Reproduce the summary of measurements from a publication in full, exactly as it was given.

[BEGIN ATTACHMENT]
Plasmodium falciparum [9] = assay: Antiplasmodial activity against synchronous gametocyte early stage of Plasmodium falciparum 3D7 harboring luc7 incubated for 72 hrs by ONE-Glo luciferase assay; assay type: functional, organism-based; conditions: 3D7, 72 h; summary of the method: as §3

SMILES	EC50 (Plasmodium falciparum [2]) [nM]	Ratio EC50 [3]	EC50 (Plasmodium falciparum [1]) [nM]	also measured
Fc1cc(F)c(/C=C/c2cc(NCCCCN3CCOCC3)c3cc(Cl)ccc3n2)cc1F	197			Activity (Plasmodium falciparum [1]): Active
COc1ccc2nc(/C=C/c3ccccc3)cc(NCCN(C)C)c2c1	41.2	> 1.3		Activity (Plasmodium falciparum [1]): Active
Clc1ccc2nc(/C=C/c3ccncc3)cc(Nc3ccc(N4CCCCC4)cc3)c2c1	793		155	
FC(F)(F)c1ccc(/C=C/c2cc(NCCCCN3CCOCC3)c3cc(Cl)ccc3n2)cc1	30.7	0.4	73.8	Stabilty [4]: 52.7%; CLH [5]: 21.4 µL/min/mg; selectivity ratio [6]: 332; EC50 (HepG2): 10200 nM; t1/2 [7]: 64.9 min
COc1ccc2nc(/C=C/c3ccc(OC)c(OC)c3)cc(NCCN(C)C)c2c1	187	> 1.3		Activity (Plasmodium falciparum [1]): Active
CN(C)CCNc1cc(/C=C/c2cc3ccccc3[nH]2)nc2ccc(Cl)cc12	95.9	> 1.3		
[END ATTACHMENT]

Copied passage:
Plasmodium falciparum [9] = assay: Antiplasmodial activity against synchronous gametocyte early stage of Plasmodium falciparum 3D7 harboring luc7 incubated for 72 hrs by ONE-Glo luciferase assay; assay type: functional, organism-based; conditions: 3D7, 72 h; summary of the method: as §3

SMILES	EC50 (Plasmodium falciparum [2]) [nM]	Ratio EC50 [3]	EC50 (Plasmodium falciparum [1]) [nM]	also measured
Fc1cc(F)c(/C=C/c2cc(NCCCCN3CCOCC3)c3cc(Cl)ccc3n2)cc1F	197			Activity (Plasmodium falciparum [1]): Active
COc1ccc2nc(/C=C/c3ccccc3)cc(NCCN(C)C)c2c1	41.2	> 1.3		Activity (Plasmodium falciparum [1]): Active
Clc1ccc2nc(/C=C/c3ccncc3)cc(Nc3ccc(N4CCCCC4)cc3)c2c1	793		155	
FC(F)(F)c1ccc(/C=C/c2cc(NCCCCN3CCOCC3)c3cc(Cl)ccc3n2)cc1	30.7	0.4	73.8	Stabilty [4]: 52.7%; CLH [5]: 21.4 µL/min/mg; selectivity ratio [6]: 332; EC50 (HepG2): 10200 nM; t1/2 [7]: 64.9 min
COc1ccc2nc(/C=C/c3ccc(OC)c(OC)c3)cc(NCCN(C)C)c2c1	187	> 1.3		Activity (Plasmodium falciparum [1]): Active
CN(C)CCNc1cc(/C=C/c2cc3ccccc3[nH]2)nc2ccc(Cl)cc12	95.9	> 1.3		